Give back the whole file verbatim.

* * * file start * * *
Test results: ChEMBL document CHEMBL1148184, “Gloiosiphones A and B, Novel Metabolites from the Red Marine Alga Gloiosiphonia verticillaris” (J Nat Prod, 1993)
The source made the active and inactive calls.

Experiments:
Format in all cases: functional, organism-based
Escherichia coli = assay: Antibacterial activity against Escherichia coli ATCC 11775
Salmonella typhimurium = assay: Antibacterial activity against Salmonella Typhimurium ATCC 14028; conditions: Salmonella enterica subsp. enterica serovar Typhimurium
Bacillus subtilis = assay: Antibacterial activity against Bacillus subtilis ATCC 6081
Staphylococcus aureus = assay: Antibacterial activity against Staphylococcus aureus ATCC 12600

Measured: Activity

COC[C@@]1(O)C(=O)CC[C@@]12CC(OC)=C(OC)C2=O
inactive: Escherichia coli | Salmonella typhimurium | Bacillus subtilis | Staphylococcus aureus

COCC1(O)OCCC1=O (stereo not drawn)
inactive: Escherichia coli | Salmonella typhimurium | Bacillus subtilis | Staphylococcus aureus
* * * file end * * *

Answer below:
Test results: ChEMBL document CHEMBL1148184, “Gloiosiphones A and B, Novel Metabolites from the Red Marine Alga Gloiosiphonia verticillaris” (J Nat Prod, 1993)
The source made the active and inactive calls.

Experiments:
Format in all cases: functional, organism-based
Escherichia coli = assay: Antibacterial activity against Escherichia coli ATCC 11775
Salmonella typhimurium = assay: Antibacterial activity against Salmonella Typhimurium ATCC 14028; conditions: Salmonella enterica subsp. enterica serovar Typhimurium
Bacillus subtilis = assay: Antibacterial activity against Bacillus subtilis ATCC 6081
Staphylococcus aureus = assay: Antibacterial activity against Staphylococcus aureus ATCC 12600

Measured: Activity

COC[C@@]1(O)C(=O)CC[C@@]12CC(OC)=C(OC)C2=O
inactive: Escherichia coli | Salmonella typhimurium | Bacillus subtilis | Staphylococcus aureus

COCC1(O)OCCC1=O (stereo not drawn)
inactive: Escherichia coli | Salmonella typhimurium | Bacillus subtilis | Staphylococcus aureus